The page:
Seven Health Care Workers, Seven Stories

The workers at St. Anne’s Hospital (formerly Highline Medical Center) have been on the front line of fighting the COVID-19 pandemic.

Hear from seven St. Anne’s Hospital frontline healthcare workers about their experience during the pandemic. We’re grateful for the hard work and sacrifice of these essential workers, and for their willingness to share their experiences with us.

What was the most hopeful or inspiring part of this experience?

Larissa McQueen, RN – Intensive Care Unit, COVID Unit: When we started discharging patients instead of intubating them. Seeing the skill, ability, proactive [sic], and resourcefulness of our staff.

PJ Amaya, RN – Intensive Care Unit – COVID Unit: Seeing a patient turn around when you have maxed out the O2 and watching them work through their rehabilitation to eventually leave the hospital.

Richard, RN – Intensive Care Unit, COVID Unit: I’ve saved a lot of lives as an ICU nurse but during this experience I feel like I have saved more patients than ever. Our team was very resourceful and improved outcomes by using a lot of what I call basic nursing skills (ambulating, high air flow, incentive spirometer).

Kara Dylan, RN – Intensive Care Unit/Progressive Care Unit: The way the community came together to support us. The EMS thank you parade was amazing

Melissa Stevens, Health Unit Coordinator – Intensive Care Unit: When our very first COVID positive patient discharged 50+ days after admitted.

Amanda Madoulet, Health Unit Coordinator – Emergency Department: The togetherness and oneness of the entire hospital and healthcare professionals everywhere.

Carla Williams, RN – Emergency Department: The community support! The outpouring of equipment, food, cards, signs, and thank you notes.

What was the most unexpected?

Larissa: How long this whole thing has lasted, pulling kids out of school, and everything shutting down.

Richard: I came in with low expectations of saving lives because of what was happening and what we were hearing around the world. I was pleasantly surprised by how many lives we were able to save. There were at least seven patients that were not expected to make it and we just kept pushing and working with them and eventually they went home.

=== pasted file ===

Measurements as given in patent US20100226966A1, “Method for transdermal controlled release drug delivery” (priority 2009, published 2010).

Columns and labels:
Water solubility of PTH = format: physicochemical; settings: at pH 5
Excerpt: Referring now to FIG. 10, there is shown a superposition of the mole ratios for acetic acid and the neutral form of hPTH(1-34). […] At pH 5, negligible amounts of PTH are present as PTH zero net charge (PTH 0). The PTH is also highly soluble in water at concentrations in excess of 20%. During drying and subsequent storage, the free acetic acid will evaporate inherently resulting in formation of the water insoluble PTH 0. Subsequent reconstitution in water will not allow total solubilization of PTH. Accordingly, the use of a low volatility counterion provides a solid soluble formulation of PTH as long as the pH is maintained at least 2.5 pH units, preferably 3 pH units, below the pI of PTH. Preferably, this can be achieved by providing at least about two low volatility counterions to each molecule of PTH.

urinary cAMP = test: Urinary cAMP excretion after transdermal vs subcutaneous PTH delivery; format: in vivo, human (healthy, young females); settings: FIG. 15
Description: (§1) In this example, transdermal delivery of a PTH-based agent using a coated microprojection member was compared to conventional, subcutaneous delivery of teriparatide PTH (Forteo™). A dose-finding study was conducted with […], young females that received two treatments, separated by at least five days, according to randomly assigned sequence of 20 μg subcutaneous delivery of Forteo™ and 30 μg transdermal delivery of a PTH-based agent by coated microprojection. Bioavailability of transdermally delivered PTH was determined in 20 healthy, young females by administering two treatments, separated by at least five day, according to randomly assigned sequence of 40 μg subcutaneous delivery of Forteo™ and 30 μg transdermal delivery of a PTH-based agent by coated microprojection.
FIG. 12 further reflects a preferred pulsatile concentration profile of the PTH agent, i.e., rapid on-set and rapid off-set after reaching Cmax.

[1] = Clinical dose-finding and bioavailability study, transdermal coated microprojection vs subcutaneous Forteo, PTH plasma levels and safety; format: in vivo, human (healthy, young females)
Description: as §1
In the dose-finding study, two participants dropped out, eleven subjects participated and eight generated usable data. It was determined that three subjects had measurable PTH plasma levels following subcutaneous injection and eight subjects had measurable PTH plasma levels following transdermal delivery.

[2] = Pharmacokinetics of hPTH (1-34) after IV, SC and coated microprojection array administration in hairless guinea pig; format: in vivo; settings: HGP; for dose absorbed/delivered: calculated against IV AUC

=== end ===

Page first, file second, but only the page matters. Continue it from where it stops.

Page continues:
Kara: The way the hospital was able to pull together. It was an “all hands on deck” approach.

Melissa: In the very beginning, when we found out about our first COVID-positive patient and the contact tracing and exposure protocols.

Amanda: Schools closing and how to balance work and being a teacher.

What was the most difficult part of this experience?

Larissa: The families not being able to be with their loved ones. I held a lot of hands of people dying.

PJ: Not being able to personally check in with my family in person to see how they were doing because I was so needed here.

Richard: It’s mentally exhausting. We were working five 12-hour shifts and picking up a lot of additional service duties on the floor, like housekeeping, blood draws, and food delivery to minimize staff exposure to the COVID unit.

Kara: Holding people’s hands while they died with their families [watching] on Zoom.

Melissa: Seeing the people pass away and caring for the families and children they were leaving behind. Walking a family member to see their loved one for the last time.

Amanda: Patients and families not being able to see each other when they are sick.

How do you think your life will be the same or different after this experience?

Larissa: I think everyone’s lives will be different and we will all be more aware of our hygiene habits.

PJ: I have a renewed faith in my job and purpose because I have seen what a difference I can make to people.

Kara: This created an awareness of how a crisis like this can impact so many. It changed my view of how I can support my community and others.

Melissa: Same because it felt like a close team before this and it just solidified that relationship. Different because I see how close our community really is and I appreciate them more.

Carla: I am more aware of hygiene and mask wearing. I will continue wearing it until they make a vaccine.

Staff at St. Anne's Hospital
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